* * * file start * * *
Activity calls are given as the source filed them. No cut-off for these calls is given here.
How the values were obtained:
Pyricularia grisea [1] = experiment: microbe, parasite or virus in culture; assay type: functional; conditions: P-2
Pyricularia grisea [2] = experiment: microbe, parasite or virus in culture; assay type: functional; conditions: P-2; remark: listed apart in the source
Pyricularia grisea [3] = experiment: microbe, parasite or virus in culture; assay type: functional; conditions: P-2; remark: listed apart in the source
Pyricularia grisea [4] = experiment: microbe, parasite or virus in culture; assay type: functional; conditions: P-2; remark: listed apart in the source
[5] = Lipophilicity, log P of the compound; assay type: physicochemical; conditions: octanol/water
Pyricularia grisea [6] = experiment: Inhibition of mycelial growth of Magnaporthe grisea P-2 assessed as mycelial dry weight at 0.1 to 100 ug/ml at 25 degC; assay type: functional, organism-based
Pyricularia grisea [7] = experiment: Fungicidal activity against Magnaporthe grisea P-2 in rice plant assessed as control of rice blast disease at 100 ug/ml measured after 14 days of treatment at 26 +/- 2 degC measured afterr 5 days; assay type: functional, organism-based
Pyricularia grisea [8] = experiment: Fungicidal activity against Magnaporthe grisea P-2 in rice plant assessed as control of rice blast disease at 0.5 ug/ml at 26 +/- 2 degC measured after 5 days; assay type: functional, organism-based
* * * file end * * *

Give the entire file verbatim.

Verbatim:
Activity calls are given as the source filed them. No cut-off for these calls is given here.
How the values were obtained:
Pyricularia grisea [1] = experiment: microbe, parasite or virus in culture; assay type: functional; conditions: P-2
Pyricularia grisea [2] = experiment: microbe, parasite or virus in culture; assay type: functional; conditions: P-2; remark: listed apart in the source
Pyricularia grisea [3] = experiment: microbe, parasite or virus in culture; assay type: functional; conditions: P-2; remark: listed apart in the source
Pyricularia grisea [4] = experiment: microbe, parasite or virus in culture; assay type: functional; conditions: P-2; remark: listed apart in the source
[5] = Lipophilicity, log P of the compound; assay type: physicochemical; conditions: octanol/water
Pyricularia grisea [6] = experiment: Inhibition of mycelial growth of Magnaporthe grisea P-2 assessed as mycelial dry weight at 0.1 to 100 ug/ml at 25 degC; assay type: functional, organism-based
Pyricularia grisea [7] = experiment: Fungicidal activity against Magnaporthe grisea P-2 in rice plant assessed as control of rice blast disease at 100 ug/ml measured after 14 days of treatment at 26 +/- 2 degC measured afterr 5 days; assay type: functional, organism-based
Pyricularia grisea [8] = experiment: Fungicidal activity against Magnaporthe grisea P-2 in rice plant assessed as control of rice blast disease at 0.5 ug/ml at 26 +/- 2 degC measured after 5 days; assay type: functional, organism-based